NASCAR WILL NOW HAVE A SPEEDING LIMIT ON PIT ROAD FOR QUALIFYING. THEY SAID IF IT DOESN’T WORK, THEY MIGHT HAVE TO CHANGE IT AGAIN AND THEY ARE TRYING TO FIND A WAY IF THE TEAMS WILL BUY INTO IT, THAT THEY CAN GET IT DONE AND THAT PEOPLE AREN’T GOING CRAZY ON PIT ROAD AND WAITING AND THEN SPEEDING. HOW DO YOU LOOK AT THE NEW RULE?
“It’s a logical rule change. It’s just kind of weird timing in my opinion. We’re packing our bags and getting ready to head to Fontana and we’re five races into the year and rule comes. I’m like what? Why didn’t we start the year like this? Again, it’s a logical rule. I still look forward to speaking with them today and trying to understand if it’s just to keep the cars at a controlled pace where there are men on pit road walking, or are they trying to create something different and keep us from maybe leaving the end of pit road in these big groups together. Depending on what their intentions are, I think there are a few ways to look at it. If it’s just to make pit road safer, let’s create a zone and make some visual cones and references up for the drivers and turn those segments on. I totally get it. It’s just going to be silly if you’re at the end of pit road trying to get into a whole and you’re time isn’t going to count because you went over the speed limit. I think the way I’m going to prevent doing that is I‘m going to go down past the last orange line and sit. Well, at Martinsville, you’re sitting on the race track. At different tracks that line is at a different spot. Understanding the intentions of this rule is going to be beneficial for everybody and we can adjust it.”

WHAT WAS IT LIKE AT LAS VEGAS, ESPECIALLY IN THAT LAST ROUND WHERE YOU WERE THE SECOND CAR UP CLOSEST TO PIT EXIT AND YOU KIND OF POSITIONED YOURSELF BY THE NO. 8 AND THE NO. 3; AND THEN WHEN EVERYBODY STARTED TO SLOWLY TAKE OFF THE NO. 17 AND THE NO. 22 AND THE NO. 42 BLEW PAST YOU ON THE INSIDE. WHAT WAS THAT SENSATION LIKE ON PIT ROAD AS YOU WERE TRYING TO POSITION YOURSELF AND GUYS WERE FLYING BY YOU ON THE INSIDE?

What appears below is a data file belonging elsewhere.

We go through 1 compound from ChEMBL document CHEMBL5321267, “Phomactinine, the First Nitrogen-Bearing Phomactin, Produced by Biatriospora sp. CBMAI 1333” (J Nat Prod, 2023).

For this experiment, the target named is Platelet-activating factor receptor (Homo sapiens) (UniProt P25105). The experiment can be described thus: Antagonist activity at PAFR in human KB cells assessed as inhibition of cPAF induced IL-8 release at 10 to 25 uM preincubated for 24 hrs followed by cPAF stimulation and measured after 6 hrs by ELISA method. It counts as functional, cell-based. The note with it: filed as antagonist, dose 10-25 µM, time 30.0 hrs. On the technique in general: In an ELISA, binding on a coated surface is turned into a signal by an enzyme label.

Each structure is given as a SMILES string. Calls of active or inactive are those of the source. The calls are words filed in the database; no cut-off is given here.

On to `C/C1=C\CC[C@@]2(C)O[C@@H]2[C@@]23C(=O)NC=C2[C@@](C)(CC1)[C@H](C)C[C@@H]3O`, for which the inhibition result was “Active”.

“From a safety standpoint, I felt really comfortable with it and knew what was going on. And I rolled off and went hundreds of yards down pit road and we were in a safe spot. So, that felt like fair game to me and I was completely fine with it. I can understand if that’s all taking place and there are cars parked and men walking around trying to service the cars. So, I didn’t have a problem with it. And I could see what was coming. My spotter was telling me. I knew I didn’t want to be the first car in line. So we were all playing that game of trying to get somebody to roll and then fall in behind him.”

WHAT DID YOU LEARN? WHAT DID YOU DO RIGHT AND/OR MAYBE NOT DO RIGHT WITH HOW YOU PUT YOURSELF IN POSITION FOR THAT QUALIFYING RUN?
“Ultimately, your lap time comes from closing a gap between you and the car in front of you. I wasn’t willing to play the game to be the last car in line and we saw two cars miss out on being able to start their lap. I think we all understand that risk. But for me, I think I didn’t manage the gap large enough and the timing of the second lap. I slowly closed-up to the car in front of me and halfway through the money lap, I was to his bumper. You’ve got to figure out that gap and start closing from the time you start your money lap to when you finish and I just got to the guy’s bumper a little too quick and ended up I think 9th or something.”

WHY WOULD A DRIVER BE PUSHING IT ON PIT ROAD DURING QUALIFYING?
“In most circumstances, the spotters are trying to put us into holes on the track and you don’t want to impede somebody that’s on a run. So spotters have visual marks, the drivers are used to seeing something in the mirror and when they’re told which car to follow, we start rolling off of pit road and try to get up to speed to fill that gap. The other piece to it is that we need every foot of race track to get these cars up to speed to do our qualifying in one lap. So, if you can leave pit road as hard as you can, that also helps. You have those two elements that you’re trying to play.”